32 bit OS & 4 GB or GiB ram?
location: ubuntuforums.com - date: March 18, 2009
I've spent nearly an hour reviewing articles & forums but I haven't found a clear & consistent answer to this:
If I buy ram sold to me as 4x1GB sticks will it all be used (somehow) in a 32-bit OS?
I've mostly seen: yes, it's all available to the computer; no, you only get ~ 3.2 GB; no you get less than 4 GB because devices like the video card use some of it.
I'm fine with the video card using some of the ram, leaving with 3.x GB for applications etc, because it's still used productively. (I assume that the same overhead would be subtracted if I had 2 or 3 GB & the video card takes care of mapping its own onboard ram, right?)
I thought it might be a GB Gib conversion issue, but a calculator told me 4.096 GB (10^n) = 3.8147 GB (2^n) which doesn't account for the ~ 3.2 GB figure I see everywhere.
32 bit OS, using nonaddressable RAM as RAMdisk?
location: ubuntuforums.com - date: August 29, 2009
Is it possible to have say, 8gb of RAM installed and be able to use the ~4.5-5 gb of unusable RAM as a RAMdisk or does the operating system have to be able to address it to use it, even as a RAMdisk?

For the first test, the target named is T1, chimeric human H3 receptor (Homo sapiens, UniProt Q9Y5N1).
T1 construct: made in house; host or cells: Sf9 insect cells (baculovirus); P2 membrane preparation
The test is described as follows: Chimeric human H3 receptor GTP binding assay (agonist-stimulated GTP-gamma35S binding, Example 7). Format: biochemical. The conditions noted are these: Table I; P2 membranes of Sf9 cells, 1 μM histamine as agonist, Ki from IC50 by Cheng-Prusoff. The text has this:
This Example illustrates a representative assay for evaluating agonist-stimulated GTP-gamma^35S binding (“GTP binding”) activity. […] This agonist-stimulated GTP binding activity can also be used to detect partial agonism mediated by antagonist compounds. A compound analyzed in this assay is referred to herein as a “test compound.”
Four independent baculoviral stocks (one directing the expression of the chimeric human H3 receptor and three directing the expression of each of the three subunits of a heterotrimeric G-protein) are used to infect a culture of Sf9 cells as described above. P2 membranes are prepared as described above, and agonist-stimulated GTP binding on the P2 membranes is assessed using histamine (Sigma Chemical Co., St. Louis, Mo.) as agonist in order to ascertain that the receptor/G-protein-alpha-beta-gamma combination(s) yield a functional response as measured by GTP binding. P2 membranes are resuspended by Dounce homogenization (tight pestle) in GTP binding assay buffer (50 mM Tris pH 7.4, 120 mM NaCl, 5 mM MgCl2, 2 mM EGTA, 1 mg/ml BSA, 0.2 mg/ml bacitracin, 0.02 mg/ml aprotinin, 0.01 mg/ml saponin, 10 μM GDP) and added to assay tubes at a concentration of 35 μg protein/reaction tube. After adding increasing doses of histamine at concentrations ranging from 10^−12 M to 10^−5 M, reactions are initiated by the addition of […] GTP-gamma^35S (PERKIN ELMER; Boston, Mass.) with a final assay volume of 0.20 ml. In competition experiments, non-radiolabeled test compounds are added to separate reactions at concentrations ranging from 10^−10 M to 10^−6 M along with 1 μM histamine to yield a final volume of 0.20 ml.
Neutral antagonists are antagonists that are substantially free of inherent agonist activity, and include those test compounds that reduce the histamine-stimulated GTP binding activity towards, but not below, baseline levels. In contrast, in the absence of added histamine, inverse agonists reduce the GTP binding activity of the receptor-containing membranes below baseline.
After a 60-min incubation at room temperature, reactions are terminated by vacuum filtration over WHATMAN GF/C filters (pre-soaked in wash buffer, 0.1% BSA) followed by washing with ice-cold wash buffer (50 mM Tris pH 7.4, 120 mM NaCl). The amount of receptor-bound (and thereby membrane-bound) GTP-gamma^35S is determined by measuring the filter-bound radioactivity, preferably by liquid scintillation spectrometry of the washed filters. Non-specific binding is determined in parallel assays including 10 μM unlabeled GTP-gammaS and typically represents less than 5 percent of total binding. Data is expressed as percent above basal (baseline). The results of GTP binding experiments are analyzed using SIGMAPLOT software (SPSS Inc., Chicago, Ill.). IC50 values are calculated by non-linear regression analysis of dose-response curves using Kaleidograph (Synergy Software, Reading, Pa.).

I suppose if the OS had to access it you could enable PAE couldn't you? In PAE the applications still can't use more than the 32 bit limitation unless they are coded for PAE but the system could at least use it as a RAMdisk for temporary files (opening encrypted documents, photoshop, swap partition, Windows paging file or anything else that would benefit from using a RAMdisk).
I know how to set one up but don't know if I should go ahead and order more RAM. I have another 1GB on the way anyway but if I had more I could use it as a RAMdisk in my 32 bit operating systems and use it normally in my 64 bit operating systems.
Also, what are some other good uses for a RAMdisk?
CentOS 6.2 (32 bit) with 4 GB physical ram, reports 3.36GB
location: linuxquestions.com - date: July 9, 2012
Just installed CentOS 6.2 (32 bit) on a PC with 4GB ram but it only recognizes 3.36GB. Now I read about PAE which is in older CentOS versions enabling the system to use more physical RAM.
The question is how do I make the installation recognize and utilize the entire 4GB?
dmidecode shows 4GB
Physical Memory Array
Location: System Board Or Motherboard
Use: System Memory
Error Correction Type: None
Maximum Capacity: 4 GB
Error Information Handle: Not Provided
Number Of Devices: 4
[root# cat /etc/redhat-release
CentOS release 6.2 (Final)
[root# uname -a
Linux *** 2.6.32-220.23.1.el6.i686 #1 SMP Mon Jun 18 16:56:21 BST 2012 i686 i686 i386 GNU/Linux